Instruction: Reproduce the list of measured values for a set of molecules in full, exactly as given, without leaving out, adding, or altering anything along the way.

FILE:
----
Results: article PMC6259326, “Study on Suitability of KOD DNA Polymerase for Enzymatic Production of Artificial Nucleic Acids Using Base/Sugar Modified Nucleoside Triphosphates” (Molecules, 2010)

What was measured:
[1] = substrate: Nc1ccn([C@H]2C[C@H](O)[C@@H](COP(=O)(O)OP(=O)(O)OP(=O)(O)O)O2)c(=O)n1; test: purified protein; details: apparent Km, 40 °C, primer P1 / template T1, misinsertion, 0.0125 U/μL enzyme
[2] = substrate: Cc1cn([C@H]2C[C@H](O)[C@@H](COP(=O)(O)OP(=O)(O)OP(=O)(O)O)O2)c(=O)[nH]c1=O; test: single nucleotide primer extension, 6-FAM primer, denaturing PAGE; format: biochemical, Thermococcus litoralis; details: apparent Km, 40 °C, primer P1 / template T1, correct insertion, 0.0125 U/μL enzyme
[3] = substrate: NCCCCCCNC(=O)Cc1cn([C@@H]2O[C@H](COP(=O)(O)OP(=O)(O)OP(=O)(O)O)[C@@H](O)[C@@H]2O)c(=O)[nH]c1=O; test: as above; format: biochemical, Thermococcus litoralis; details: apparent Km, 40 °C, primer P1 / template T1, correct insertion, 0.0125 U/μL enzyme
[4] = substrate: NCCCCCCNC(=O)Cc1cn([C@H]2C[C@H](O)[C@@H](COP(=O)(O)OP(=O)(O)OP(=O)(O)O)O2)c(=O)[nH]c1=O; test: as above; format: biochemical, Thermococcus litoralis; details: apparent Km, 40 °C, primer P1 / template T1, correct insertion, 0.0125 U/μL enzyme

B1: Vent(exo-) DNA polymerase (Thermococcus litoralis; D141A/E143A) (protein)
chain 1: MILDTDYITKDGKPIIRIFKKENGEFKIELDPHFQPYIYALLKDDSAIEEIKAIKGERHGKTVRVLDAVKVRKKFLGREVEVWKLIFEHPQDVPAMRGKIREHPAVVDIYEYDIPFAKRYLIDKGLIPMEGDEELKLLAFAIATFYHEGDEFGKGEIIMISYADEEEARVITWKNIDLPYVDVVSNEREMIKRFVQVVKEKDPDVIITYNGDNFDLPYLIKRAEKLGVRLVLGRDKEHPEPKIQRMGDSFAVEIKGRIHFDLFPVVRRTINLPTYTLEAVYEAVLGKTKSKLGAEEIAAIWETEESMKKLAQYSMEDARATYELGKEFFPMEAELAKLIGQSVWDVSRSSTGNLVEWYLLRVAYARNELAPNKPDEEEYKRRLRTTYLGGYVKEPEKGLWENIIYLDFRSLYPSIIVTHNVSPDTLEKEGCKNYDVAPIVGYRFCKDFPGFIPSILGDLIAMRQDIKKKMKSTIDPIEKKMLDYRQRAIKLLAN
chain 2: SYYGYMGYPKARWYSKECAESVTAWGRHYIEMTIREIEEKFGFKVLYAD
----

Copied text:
Results: article PMC6259326, “Study on Suitability of KOD DNA Polymerase for Enzymatic Production of Artificial Nucleic Acids Using Base/Sugar Modified Nucleoside Triphosphates” (Molecules, 2010)

What was measured:
[1] = substrate: Nc1ccn([C@H]2C[C@H](O)[C@@H](COP(=O)(O)OP(=O)(O)OP(=O)(O)O)O2)c(=O)n1; test: purified protein; details: apparent Km, 40 °C, primer P1 / template T1, misinsertion, 0.0125 U/μL enzyme
[2] = substrate: Cc1cn([C@H]2C[C@H](O)[C@@H](COP(=O)(O)OP(=O)(O)OP(=O)(O)O)O2)c(=O)[nH]c1=O; test: single nucleotide primer extension, 6-FAM primer, denaturing PAGE; format: biochemical, Thermococcus litoralis; details: apparent Km, 40 °C, primer P1 / template T1, correct insertion, 0.0125 U/μL enzyme
[3] = substrate: NCCCCCCNC(=O)Cc1cn([C@@H]2O[C@H](COP(=O)(O)OP(=O)(O)OP(=O)(O)O)[C@@H](O)[C@@H]2O)c(=O)[nH]c1=O; test: as above; format: biochemical, Thermococcus litoralis; details: apparent Km, 40 °C, primer P1 / template T1, correct insertion, 0.0125 U/μL enzyme
[4] = substrate: NCCCCCCNC(=O)Cc1cn([C@H]2C[C@H](O)[C@@H](COP(=O)(O)OP(=O)(O)OP(=O)(O)O)O2)c(=O)[nH]c1=O; test: as above; format: biochemical, Thermococcus litoralis; details: apparent Km, 40 °C, primer P1 / template T1, correct insertion, 0.0125 U/μL enzyme

B1: Vent(exo-) DNA polymerase (Thermococcus litoralis; D141A/E143A) (protein)
chain 1: MILDTDYITKDGKPIIRIFKKENGEFKIELDPHFQPYIYALLKDDSAIEEIKAIKGERHGKTVRVLDAVKVRKKFLGREVEVWKLIFEHPQDVPAMRGKIREHPAVVDIYEYDIPFAKRYLIDKGLIPMEGDEELKLLAFAIATFYHEGDEFGKGEIIMISYADEEEARVITWKNIDLPYVDVVSNEREMIKRFVQVVKEKDPDVIITYNGDNFDLPYLIKRAEKLGVRLVLGRDKEHPEPKIQRMGDSFAVEIKGRIHFDLFPVVRRTINLPTYTLEAVYEAVLGKTKSKLGAEEIAAIWETEESMKKLAQYSMEDARATYELGKEFFPMEAELAKLIGQSVWDVSRSSTGNLVEWYLLRVAYARNELAPNKPDEEEYKRRLRTTYLGGYVKEPEKGLWENIIYLDFRSLYPSIIVTHNVSPDTLEKEGCKNYDVAPIVGYRFCKDFPGFIPSILGDLIAMRQDIKKKMKSTIDPIEKKMLDYRQRAIKLLAN
chain 2: SYYGYMGYPKARWYSKECAESVTAWGRHYIEMTIREIEEKFGFKVLYAD